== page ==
When growing autoflowers indoors, even if you’re not growing in soil, light is a super important part of growing any kind of plant, including cannabis plants so it’s important you know what’s available and choose the best suited for your grow setup. However, the type of light becomes meaningless unless you get the intensity of the light you're using right. A lack of light intensity can cause several different problems. Early in the growing cycle, suboptimal levels of light result in leggy seedlings which can compromise plant shape and structure further down the line. In contrast, excess levels of light can burn leaves and cause a growing area to get too hot. This causes plants to lose their tragedy, begin to wilt and lose the ability to photosynthesize. To dial in your light intensity correctly, you need to hit the correct levels of LUX or PPFD at specific stages of growth. 

As you probably remember from biology class, plants require light to survive. As autotrophs, they use a combination of water, carbon dioxide, and light energy to create their own food. If you really think about it, plants literally eat the atmosphere. How? They use the energy of the sun (or artificial lights) to convert carbon dioxide and water into a carbon-containing sugar that we all call glucose. Autoflowering cannabis plants use glucose for a range of physiological reasons. They use it as an energy source, and also as a structural unit in their cellulose tissue. However, astonishingly, plants send anywhere between 10–40% of the carbon that is obtained through photosynthesis down into the rhizosphere (the slither of space that covers the surface area of plant roots. Why on Earth do they treat such a valuable resource in this way? Well, they use it to both feed and farm microorganisms.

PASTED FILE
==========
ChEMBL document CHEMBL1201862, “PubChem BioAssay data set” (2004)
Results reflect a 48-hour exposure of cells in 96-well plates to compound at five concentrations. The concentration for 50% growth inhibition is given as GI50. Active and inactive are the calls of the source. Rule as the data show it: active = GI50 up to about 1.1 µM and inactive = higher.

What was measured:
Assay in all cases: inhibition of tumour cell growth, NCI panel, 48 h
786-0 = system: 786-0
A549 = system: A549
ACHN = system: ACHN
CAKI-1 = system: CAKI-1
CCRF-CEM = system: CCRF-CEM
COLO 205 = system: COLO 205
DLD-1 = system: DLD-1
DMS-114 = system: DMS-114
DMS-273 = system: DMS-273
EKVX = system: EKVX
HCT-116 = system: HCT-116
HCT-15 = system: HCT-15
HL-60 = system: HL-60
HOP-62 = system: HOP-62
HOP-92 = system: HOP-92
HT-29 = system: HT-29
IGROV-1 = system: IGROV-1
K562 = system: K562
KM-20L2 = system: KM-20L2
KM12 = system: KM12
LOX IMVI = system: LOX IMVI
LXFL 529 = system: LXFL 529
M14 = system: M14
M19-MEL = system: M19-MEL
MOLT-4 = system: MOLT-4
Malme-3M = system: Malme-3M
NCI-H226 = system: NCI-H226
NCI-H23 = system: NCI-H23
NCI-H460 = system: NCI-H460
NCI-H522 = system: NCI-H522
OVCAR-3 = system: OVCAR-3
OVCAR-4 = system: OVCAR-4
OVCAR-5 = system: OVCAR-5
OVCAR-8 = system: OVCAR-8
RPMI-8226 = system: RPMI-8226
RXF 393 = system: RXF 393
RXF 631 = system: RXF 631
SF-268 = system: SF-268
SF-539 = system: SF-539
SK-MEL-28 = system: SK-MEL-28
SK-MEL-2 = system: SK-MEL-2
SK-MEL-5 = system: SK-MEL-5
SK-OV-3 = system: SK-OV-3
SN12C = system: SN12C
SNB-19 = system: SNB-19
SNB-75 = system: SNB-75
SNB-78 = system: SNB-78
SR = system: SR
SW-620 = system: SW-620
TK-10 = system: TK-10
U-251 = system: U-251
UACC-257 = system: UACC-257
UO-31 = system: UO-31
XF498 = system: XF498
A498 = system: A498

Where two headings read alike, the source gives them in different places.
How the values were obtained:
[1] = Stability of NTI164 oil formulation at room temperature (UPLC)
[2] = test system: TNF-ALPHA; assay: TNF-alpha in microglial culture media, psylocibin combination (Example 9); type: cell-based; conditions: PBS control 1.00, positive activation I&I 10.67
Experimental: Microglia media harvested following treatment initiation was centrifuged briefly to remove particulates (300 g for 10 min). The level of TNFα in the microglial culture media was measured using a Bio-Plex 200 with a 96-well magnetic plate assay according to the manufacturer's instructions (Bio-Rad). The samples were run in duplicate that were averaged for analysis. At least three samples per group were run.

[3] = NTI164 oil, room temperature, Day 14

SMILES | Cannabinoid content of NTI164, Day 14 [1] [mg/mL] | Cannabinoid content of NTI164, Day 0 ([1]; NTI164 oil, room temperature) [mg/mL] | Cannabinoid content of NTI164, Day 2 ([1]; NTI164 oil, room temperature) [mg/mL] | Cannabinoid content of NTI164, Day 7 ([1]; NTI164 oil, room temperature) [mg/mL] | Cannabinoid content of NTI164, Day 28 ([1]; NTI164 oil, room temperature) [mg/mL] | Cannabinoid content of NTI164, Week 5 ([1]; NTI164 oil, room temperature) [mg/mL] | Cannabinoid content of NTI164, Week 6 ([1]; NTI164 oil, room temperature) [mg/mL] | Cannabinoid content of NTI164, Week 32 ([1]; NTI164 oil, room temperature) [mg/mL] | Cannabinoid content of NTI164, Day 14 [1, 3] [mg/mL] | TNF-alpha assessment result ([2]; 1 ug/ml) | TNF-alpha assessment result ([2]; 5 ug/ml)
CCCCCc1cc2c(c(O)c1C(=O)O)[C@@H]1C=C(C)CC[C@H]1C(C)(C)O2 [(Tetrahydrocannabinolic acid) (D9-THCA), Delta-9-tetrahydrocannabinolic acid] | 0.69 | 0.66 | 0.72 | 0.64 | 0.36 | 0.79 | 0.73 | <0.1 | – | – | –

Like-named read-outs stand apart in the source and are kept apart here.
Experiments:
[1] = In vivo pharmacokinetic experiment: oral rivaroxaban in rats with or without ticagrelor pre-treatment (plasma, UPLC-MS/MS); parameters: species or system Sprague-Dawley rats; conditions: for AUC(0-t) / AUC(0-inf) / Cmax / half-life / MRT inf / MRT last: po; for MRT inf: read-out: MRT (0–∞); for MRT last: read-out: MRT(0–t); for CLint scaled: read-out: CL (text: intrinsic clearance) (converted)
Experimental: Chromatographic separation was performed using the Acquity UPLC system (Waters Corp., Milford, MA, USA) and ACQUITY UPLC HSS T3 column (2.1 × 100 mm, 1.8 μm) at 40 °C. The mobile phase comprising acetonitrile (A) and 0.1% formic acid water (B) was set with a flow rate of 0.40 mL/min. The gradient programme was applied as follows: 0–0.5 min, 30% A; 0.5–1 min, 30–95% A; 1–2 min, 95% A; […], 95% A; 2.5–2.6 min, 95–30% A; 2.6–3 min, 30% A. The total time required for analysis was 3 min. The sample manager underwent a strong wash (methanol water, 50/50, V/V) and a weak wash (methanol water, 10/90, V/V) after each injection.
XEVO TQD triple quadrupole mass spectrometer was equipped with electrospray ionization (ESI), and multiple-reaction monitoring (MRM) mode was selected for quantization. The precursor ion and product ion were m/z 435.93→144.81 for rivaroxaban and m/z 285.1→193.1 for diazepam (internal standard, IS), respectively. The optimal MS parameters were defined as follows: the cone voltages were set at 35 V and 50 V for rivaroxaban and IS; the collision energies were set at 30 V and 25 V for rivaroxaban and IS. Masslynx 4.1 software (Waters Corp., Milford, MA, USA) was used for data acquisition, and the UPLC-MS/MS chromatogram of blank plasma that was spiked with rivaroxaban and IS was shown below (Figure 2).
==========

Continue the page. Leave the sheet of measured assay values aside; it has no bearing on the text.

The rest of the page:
When growing autoflowering cannabis plants in soil, it helps to have a basic understanding of soil microbiology. There are countless species of bacteria and fungi in the soil. By pumping glucose out of their roots, plants attract these organisms into the rhizosphere. Here, they help to break down organic matter into plant-available nutrients. Additionally, larger predators (such as nematodes and protozoa) come along, eat bacteria and fungi, and poop out their nitrogen in a plant-available form. 

With all of this in mind, it’s extremely important to provide your autoflowering cannabis plants with a powerful light source that enables them to manufacture as much sugar as possible. Outdoors, the sun does the perfect job. Indoors, you’ll need to select a powerful light to ramp up photosynthesis to optimal levels. Explore several options below.


High-intensity light bulbs have been used since the beginning of cannabis growing indoors and are the most common light fixture used due to their low cost and effectiveness for home growers.


Basics of growing autos in soil: hps

Cannabis plants thriving under light bulbs.